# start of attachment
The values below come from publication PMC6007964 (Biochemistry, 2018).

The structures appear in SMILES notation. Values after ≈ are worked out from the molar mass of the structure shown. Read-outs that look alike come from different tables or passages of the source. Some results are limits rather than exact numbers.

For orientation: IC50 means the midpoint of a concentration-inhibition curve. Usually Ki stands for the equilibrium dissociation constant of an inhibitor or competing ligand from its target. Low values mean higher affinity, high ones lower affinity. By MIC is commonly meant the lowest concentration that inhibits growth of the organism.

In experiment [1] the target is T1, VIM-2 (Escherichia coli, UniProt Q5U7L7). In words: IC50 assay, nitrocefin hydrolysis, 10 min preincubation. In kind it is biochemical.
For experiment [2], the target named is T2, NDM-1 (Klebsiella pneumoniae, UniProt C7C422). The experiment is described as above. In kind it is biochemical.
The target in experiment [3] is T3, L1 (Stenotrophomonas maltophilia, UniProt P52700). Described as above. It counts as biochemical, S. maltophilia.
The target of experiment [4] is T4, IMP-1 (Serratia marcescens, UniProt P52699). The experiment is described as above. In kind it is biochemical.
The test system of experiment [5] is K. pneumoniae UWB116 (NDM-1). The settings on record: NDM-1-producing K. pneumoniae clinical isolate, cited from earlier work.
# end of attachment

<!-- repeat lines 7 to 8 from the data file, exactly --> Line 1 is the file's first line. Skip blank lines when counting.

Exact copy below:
The target of experiment [4] is T4, IMP-1 (Serratia marcescens, UniProt P52699). The experiment is described as above. In kind it is biochemical.
The test system of experiment [5] is K. pneumoniae UWB116 (NDM-1). The settings on record: NDM-1-producing K. pneumoniae clinical isolate, cited from earlier work.